·         use the bulletin articles on the NCPD website (click here)
·         use the article on “Stained Glass Window” that talks about inclusion (attached)
·         Prayers of the faithful (click here)
·         Show the DVD “Welcomed and Valued” (click here)
·         Use information from the “resource binder” for an article on mental illness (click here for resource binder or here to order printed version)
·         Host a mass celebrating the lives of people with mental illness, their families, care givers
·         Celebrate St Dymphna’s feast day May 15th (see homily - can be modified to suit local needs and used in an article for bulletin or other publication)
·         Resources:
            NAMI -
            Pathways to Promise -
            Mental Health Ministries -
            Archdiocese Chicago Mental Illness Ministries -



Previous Webinar

Advanced Considerations:
Mental Illness in Youth and Young Adults
June 10, 2010 1:00- 2:00 PM Eastern



Presenter Presented by the NCPD Council on Mental Illness as part of its Welcomed and Valued Initiative, and the National federation for Catholic Youth Ministry, helping parishes support the spiritual life of youth and young adults.

Click here for flyer. 


Dr. Robert McCarty,
Executive Director of  NFCYM

Dr. Paul Myers, Director of Student Health Services,
University of Portland, OR.

Linea Johnson is a self-advocate,motivational speaker, author, and blogger.
She is a recent college graduate with a degree in creative writing and English from
Seattle University, in Washington.
Linea says of herself, “As a young woman diagnosed with bipolar disorder,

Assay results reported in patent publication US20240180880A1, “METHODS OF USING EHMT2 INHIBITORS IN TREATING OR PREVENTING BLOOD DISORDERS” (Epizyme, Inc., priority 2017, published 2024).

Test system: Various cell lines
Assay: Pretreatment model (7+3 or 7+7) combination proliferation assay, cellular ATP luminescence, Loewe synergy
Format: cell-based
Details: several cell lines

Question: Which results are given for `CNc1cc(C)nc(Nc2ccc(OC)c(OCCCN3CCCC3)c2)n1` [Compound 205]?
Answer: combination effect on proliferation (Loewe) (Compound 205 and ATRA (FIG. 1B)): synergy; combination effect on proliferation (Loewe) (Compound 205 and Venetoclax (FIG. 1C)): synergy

I hope to use my experiences to speak for those unable to speak for themselves.”


Down Syndrome Patients Could Unlock Secrets of Aging

Down Syndrome Patients Could Unlock Secrets of Aging


Questions seem to arise too often which question the value and purpose of lives of people with disabilities.  We tragically hear that 90% of pregnancies with a prenatal diagnosis of  Down syndrome end in abortion.  As people of faith, we strongly believe in the value of all life.  As friends and/or families with people who have a member with Down syndrome, we can attest personally to the enrichment our lives have gained through our relationship with people having this disability.   A recent article in USAToday provides even more reason to value the contributions which come through the lives of people with Down syndrome.

“As they live longer, adults with Down syndrome — who have an extra copy of chromosome 21 — are teaching scientists about the genetic roots of aging, says Ira Lott, head of pediatric neurology at the University of California-Irvine School of Medicine.”

“Scientists today are searching this chromosome, which contains only about 200 of the body's roughly 20,000 genes, to learn why people with Down syndrome suffer disproportionately from some health problems, such as Alzheimer's disease, but are spared many others, such as heart attacks, strokes and certain types of cancer.”

“By studying adults with Down syndrome, researchers hope to find new ways to combat diseases of aging in the larger population as well, Lott says.”

Read the entire article at:


Health Care Reform

Health Care Reform

Items related to the health care reform bill can be found below. The US Catholic Bishops posted concerns about the current bill to their website in a news release named
Archbishop Chaput of Denver issued an article entitled A Bad Bill and How We Got It in the Denver Catholic Register.
Other helpful resources regarding the health care reform bill can be found at